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Jordan v. Maxfield & Oberton Holdings, LLC

United States District Court, S.D. Mississippi, Northern Division

February 23, 2018



          Carlton W. Reeves UNITED STATES DISTRICT JUDGE

         The present question is whether Maxfield & Oberton Holdings (M&O) or its insurers received timely notice of Braylon Jordan's “claim.” Disputed issues of material fact precluded summary judgment. See Docket No. 224. The parties then stipulated that the matter should be adjudicated on the papers rather than at trial. Great American and Indian Harbor subsequently settled the coverage dispute, but the notice issue must be adjudicated as to Evanston and Scottsdale.[1] The Court will dispense with a factual recitation given the parties' familiarity with this long-running case.

         Pretermitting the more difficult issue of whether the newspaper article discussing Jordan's injuries should have been treated as a claim, the great weight of the evidence reveals that both insured and insurers alike actually received and recorded the information as a claim made during the 2011-2012 policy period.

         I. Background

         None of the insurance policies define “claim, ”[2] so the parties have sought guidance from New York law.[3] Judge Winter's explanation is useful and thorough:

Giving the term its ordinary meaning, a claim is an assertion by a third party that in the opinion of that party the insured may be liable to it for damages within the risks covered by the policy. It “must relate to an assertion of legally cognizable damage, and must be a type of demand that can be defended, settled and paid by the insurer.” Evanston Ins. Co. v. GAB Business Servs., Inc., 132 A.D.2d 180, 185, 521 N.Y.S.2d 692, 695 (1st Dep't 1987) (interpreting a standard “claim” provision). A claim may be made without the institution of a formal proceeding. . . . A third person's assertion of liability is a claim, moreover, whether or not there is reason to believe that there actually is liability. Unless the assertion is made in circumstances so unusual that they negate the possibility of a formal proceeding involving defense costs as well as liability, virtually any assertion of an exposure to liability within the risks covered by an insurance policy is a claim.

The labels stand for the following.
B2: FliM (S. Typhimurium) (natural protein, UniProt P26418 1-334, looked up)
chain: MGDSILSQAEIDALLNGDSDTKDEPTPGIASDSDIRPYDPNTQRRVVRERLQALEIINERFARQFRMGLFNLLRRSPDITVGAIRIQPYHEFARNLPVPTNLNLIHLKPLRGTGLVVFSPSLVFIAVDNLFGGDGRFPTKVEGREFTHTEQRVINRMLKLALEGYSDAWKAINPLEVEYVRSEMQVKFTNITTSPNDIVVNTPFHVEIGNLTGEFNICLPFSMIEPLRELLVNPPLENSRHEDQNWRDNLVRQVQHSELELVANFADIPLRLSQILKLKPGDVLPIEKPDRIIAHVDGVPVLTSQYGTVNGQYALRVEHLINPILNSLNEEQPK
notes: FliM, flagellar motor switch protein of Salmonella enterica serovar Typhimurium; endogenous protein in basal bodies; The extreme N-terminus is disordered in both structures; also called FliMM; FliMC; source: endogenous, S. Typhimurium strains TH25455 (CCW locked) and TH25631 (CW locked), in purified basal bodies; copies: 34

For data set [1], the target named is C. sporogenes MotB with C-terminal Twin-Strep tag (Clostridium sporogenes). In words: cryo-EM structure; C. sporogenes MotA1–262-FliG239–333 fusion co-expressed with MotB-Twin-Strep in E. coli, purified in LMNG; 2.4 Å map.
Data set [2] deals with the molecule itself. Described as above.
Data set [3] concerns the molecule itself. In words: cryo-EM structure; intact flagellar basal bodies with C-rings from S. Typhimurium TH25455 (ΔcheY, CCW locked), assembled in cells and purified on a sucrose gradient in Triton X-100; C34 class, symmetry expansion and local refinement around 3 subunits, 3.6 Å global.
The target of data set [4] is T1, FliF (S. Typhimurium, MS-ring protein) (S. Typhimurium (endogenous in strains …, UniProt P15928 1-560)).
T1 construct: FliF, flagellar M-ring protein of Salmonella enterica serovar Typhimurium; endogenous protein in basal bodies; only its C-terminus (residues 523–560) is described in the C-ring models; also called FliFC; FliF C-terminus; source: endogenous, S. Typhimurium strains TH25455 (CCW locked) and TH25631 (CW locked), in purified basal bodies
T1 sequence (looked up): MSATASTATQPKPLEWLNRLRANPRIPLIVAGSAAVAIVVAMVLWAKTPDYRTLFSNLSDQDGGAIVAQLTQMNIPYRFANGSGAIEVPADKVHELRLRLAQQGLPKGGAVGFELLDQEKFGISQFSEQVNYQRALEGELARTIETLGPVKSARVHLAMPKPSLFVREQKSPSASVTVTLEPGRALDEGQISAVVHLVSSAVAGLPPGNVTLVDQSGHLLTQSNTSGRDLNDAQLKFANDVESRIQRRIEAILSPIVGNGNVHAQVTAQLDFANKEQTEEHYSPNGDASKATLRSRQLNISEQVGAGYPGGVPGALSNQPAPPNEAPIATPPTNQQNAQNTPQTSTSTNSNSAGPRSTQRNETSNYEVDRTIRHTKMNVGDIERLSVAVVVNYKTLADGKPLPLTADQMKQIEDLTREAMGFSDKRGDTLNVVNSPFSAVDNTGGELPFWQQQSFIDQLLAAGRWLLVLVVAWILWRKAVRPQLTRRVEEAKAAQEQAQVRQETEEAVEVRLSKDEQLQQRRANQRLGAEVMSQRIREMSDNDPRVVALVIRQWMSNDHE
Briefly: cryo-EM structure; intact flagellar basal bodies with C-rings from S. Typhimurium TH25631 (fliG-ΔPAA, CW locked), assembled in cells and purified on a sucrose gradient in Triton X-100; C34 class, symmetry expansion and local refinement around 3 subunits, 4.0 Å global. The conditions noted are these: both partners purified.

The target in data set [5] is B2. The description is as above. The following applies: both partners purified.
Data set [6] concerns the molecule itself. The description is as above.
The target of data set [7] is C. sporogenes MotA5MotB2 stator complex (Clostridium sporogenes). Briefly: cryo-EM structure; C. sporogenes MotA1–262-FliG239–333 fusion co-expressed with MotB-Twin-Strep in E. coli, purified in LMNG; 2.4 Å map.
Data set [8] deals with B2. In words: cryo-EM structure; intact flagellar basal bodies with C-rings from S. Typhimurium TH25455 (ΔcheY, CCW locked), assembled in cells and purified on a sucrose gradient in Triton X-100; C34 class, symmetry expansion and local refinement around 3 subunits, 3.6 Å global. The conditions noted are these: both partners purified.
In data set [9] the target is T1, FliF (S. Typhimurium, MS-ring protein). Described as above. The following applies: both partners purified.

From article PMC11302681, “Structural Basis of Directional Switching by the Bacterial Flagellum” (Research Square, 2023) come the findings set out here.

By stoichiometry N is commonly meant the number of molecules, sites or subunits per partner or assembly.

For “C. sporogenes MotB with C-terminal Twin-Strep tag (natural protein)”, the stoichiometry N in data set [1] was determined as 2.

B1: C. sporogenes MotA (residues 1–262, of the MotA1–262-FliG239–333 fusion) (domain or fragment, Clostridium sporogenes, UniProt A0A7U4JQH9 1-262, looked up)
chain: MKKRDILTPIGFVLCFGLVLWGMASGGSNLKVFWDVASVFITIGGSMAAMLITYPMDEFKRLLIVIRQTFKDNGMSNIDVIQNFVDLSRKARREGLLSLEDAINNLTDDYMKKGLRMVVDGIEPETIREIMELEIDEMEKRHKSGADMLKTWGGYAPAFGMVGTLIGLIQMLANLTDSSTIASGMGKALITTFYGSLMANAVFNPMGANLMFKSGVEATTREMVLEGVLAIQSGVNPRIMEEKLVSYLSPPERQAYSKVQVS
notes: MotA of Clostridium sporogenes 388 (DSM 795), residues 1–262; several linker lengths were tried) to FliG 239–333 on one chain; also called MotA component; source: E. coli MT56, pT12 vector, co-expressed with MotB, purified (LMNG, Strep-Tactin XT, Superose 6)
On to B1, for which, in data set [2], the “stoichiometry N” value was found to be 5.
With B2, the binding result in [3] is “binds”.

Am. Ins. Co. v. Fairchild Indus., Inc., 56 F.3d 435, 439 (2d Cir. 1995) (emphasis added). “[T]he determination of whether a given demand is a ‘claim' within the meaning of a claims made policy requires a fact-specific analysis to be conducted on a case-by-case basis.” F.D.I.C. v. Mijalis, 15 F.3d 1314, 1331 (5th Cir. 1994) (citation omitted).